It’s even more fun to mix many different colors of food coloring in one glass and see how they separate as they move up the paper towel strip. Just don’t add too much black food coloring because the strip gets too dark to detect any color separation.
Chromatography Experiment with Essential Oils
If you were ever interested in essential oils, the number one question that probably popped into your head was How can I trust that this essential oil is pure and not heavily diluted?
There are many different ways to check the quality of the essential oils in a laboratory setting, but what about at home? Don’t worry: there is one in-home testing method that is considered “fairly accurate.”
What you need
White (printing) paper
What to do
- Cut white paper into strips. One for each essential oil you are testing.
- Dispense a drop of essential oil on each paper strip.
- Allow to dry for 24 hours (It might take 48 hours for thick oils like Sandalwood to dry).
A pure essential oil should dry without leaving a stain.
Essential oils that have been diluted with synthetic fragrance oil will leave an oily residue on a piece of paper.
From ten oils we tested, only 2 failed the test. As you can see on a pic above, all the Kis oils passed the test, but my favorite rose oil didn’t pass the test, and neither did Sweet Orange from Aura Cacia (but Sweet Orange from Kis was fine).
The fun part of this experiment is that while we were testing all my different oils, our house smelled like an Essential Oils Shop. Science can be so calming.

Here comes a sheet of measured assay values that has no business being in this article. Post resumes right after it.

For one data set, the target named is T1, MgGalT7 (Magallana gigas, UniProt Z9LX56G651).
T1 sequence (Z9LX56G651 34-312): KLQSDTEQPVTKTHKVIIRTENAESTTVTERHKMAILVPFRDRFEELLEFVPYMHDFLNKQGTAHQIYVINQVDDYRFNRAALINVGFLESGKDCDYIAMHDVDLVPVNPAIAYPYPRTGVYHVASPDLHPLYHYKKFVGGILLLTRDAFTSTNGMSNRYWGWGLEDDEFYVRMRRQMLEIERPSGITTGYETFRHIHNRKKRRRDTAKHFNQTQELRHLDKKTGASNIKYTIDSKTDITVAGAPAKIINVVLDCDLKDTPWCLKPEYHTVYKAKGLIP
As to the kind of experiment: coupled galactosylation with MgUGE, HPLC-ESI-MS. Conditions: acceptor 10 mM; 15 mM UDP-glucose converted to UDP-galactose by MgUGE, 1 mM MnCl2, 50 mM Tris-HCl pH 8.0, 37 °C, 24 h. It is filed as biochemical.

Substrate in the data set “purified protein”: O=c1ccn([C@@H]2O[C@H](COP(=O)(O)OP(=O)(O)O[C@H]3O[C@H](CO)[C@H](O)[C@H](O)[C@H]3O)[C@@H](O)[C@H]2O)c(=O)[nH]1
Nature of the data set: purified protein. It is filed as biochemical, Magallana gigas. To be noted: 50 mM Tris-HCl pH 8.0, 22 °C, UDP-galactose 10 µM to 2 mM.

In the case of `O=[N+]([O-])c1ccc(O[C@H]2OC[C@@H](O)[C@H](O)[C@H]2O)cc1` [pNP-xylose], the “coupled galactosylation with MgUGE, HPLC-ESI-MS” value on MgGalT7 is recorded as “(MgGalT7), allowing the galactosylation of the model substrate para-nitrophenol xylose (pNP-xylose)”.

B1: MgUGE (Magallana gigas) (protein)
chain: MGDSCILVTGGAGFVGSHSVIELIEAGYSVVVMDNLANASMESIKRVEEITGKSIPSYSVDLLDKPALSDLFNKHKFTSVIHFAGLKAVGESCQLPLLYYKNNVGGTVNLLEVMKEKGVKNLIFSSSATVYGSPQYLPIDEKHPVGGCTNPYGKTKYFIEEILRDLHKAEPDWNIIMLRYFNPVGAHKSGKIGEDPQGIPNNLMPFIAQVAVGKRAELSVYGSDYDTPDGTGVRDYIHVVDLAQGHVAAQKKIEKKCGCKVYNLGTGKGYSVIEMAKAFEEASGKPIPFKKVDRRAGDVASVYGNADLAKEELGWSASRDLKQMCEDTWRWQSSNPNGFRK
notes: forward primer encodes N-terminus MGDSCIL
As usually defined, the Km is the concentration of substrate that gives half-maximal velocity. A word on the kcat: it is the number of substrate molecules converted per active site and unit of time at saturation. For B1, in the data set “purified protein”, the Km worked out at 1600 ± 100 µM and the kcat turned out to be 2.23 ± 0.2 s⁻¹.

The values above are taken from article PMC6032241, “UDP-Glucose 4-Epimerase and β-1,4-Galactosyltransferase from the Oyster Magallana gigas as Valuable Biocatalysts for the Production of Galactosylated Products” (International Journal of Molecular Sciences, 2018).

Chromatography Experiment with Permanent Markers
In experiment #1 above, we used water to separate colors from markers, but this time we are tackling permanent markers. Permanent markers are water-insoluble (that’s what makes them permanent), so we know that water is not going to get the job done. We looked around the house and gathered up rubbing alcohol, nail polish remover, and vinegar to see if they will help us separate colors in permanent markers.
What you need
paper towel strips
permanent markers (the colors black and green were most interesting)
rubbing alcohol, nail polish remover, and vinegar
What to do
- Cut paper towel in strips.
- Draw a heavy line across the strip with a marker (or a couple of thin lines).
- Fill cups with a bit of the chemical you are testing out: vinegar, nail polish remover, or alcohol.
- Hang the paper strip over the edge of the glass so that the paper towel touches the liquid, but the line is above the liquid.
- What’s happening?
In our case, nail polish remover produced the most colorful results. We were pleasantly surprised to see so much blue in a black marker. Also, note the intense yellow color in a green marker strip.
And that’s five ways to do Chromatography Experiments with kids at home. If you are not doing them now, PIN this page for later.
More Chromatography Fun!!